It has long been settled that courts have no power per se to review and annul acts of Congress on the ground that they are unconstitutional. That question may be considered only when the justification for some direct injury suffered or threatened, presenting a justiciable issue, is made to rest upon such act. The circumstances which alone bring the validity of a state or federal statute within the reach of the judicial power were recently considered by us in City of Allegan v. Consumers' Power Co., 71 F.(2d) 477, 481, certiorari denied 55 S. Ct. 100, 79 L. Ed. ___, and the authoritative precedents are there sufficiently cited.

    It is also an essential to the exercise of equitable jurisdiction in the granting of an injunction to restrain the enforcement of a statute on the ground of invalidity that there be a precedent determination of necessity therefor in order to effectually protect property rights and the rights of persons against injuries otherwise irremediable. Champlin Refining Co. v. Corporation Commission of Oklahoma, 286 U.S. 210, 52 S. Ct. 559, 76 L. Ed. 1062, 86 A. L. R. 403; Sparks, U. S. Attorney, v. Mellwood Dairy (C. C. A.) 74 F.(2d) 695, this day announced. The bill here considered states grounds for injunctive relief in its allegations of irreparable injury to the business of the plaintiffs if they comply with the challenged orders, and in the heavy penalties they will incur if they do not. But these allegations are denied by *700 the answer and supporting affidavits, and the fact of injury, either suffered or imminent, is neither found by the District Judge nor sufficiently obvious on the present record to warrant us in such finding, especially in view of the contention that the wage and hour scale is but a part of a stabilizing program which includes also the stabilization of prices of the plaintiffs' product. In such situation an appellate court should be adequately advised of the factual basis of the decision below, as well as of its legal basis. Public Service Commission of Wisconsin v. Wisconsin Telephone Co., 289 U.S. 67, 53 S. Ct. 514, 77 L. Ed. 1036; Virginian Railway Co. v. United States, 272 U.S. 658, 47 S. Ct. 222, 71 L. Ed. 463; Lawrence v. St. Louis-San Francisco R. Co., 274 U.S. 588, 47 S. Ct. 720, 71 L. Ed. 1219; Hammond v. Schappi Bus Line, 275 U.S. 164, 48 S. Ct. 66, 69, 72 L. Ed. 218; Railroad Commission v. Maxcy, 281 U.S. 82, 50 S. Ct. 228, 74 L. Ed. 717. In the Schappi Case, supra, the court, at p. 171, after indicating the issues involved, said: "These questions have not, so far as appears, been considered by either of the lower courts. The facts essential to their determination have not been found by either court. And the evidence in the record is not of such a character that findings could now be made with confidence. The answer denied many of the material allegations of the bill."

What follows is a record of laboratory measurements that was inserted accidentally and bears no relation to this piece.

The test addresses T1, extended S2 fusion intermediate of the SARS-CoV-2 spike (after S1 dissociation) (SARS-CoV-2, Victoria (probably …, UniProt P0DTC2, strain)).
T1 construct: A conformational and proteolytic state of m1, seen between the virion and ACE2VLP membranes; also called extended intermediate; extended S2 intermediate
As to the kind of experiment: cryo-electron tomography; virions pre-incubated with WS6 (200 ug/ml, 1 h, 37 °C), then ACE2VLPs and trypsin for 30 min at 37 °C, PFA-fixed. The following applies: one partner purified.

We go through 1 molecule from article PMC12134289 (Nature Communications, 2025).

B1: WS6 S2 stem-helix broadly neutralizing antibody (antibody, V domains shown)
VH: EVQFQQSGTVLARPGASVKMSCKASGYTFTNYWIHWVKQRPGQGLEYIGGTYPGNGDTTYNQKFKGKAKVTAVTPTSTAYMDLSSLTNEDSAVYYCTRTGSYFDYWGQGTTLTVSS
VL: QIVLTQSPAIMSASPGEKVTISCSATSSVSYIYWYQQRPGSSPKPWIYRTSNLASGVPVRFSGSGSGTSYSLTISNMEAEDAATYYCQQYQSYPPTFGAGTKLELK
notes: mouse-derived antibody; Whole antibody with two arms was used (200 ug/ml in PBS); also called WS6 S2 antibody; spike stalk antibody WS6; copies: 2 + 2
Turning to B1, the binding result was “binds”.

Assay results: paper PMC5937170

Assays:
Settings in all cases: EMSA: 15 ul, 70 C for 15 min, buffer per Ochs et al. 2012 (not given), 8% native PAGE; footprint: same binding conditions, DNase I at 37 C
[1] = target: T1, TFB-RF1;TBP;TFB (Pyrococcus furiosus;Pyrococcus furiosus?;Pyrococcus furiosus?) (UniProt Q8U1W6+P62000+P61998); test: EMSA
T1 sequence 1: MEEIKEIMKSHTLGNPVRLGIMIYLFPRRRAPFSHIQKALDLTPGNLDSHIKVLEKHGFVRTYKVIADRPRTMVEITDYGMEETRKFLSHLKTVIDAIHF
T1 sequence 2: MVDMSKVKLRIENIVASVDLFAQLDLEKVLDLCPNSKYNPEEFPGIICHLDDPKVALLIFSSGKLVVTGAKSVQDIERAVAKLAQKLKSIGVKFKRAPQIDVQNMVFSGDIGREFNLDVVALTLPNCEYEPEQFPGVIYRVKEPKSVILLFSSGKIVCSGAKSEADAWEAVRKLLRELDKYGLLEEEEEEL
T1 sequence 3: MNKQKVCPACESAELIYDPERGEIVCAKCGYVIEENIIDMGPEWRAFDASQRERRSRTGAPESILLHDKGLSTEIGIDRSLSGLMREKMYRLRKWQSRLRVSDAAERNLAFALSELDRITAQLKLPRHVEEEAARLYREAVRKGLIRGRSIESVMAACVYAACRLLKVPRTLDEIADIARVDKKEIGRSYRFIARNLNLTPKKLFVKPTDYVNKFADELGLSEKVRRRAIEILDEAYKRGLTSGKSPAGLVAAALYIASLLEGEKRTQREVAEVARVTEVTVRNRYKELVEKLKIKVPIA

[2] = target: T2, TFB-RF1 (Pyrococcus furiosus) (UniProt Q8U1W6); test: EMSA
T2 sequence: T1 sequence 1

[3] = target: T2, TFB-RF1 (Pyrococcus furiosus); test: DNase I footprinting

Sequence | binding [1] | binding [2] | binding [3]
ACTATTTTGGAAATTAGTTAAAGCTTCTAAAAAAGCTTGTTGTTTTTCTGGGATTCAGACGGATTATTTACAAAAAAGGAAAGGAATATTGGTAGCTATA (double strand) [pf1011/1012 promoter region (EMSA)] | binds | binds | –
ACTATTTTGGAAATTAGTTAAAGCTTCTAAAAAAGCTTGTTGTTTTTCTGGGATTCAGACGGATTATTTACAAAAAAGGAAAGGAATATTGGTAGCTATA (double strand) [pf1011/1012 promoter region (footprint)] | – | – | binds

While delay in arriving at decision of important questions is always to be regretted, yet, conceiving as we do that the Supreme Court will adhere to the rule invoked in the cases cited, we may the more effectively speed the settlement of the controversy by remanding the case to the District Court for completion of the record in conformity herewith. It being necessary to set aside the interlocutory decree, as improvidently issued, we do it without prejudice to the right of the plaintiffs to resubmit their petition for temporary restraining order to the discretion of the District Judge pending further proceedings, or to the rights of the litigants to amend pleadings or amplify proofs. If such restraining order is granted, it may be assumed that a rehearing on the petition for interlocutory injunction will be speedily granted, and, in the event of a second appeal, a motion to advance the hearing here may be presented to this court. Nothing said herein is to be taken as an indication of the view of this court upon the meritorious legal questions involved.

    Decree vacated, and cause remanded for further proceedings in conformity herewith.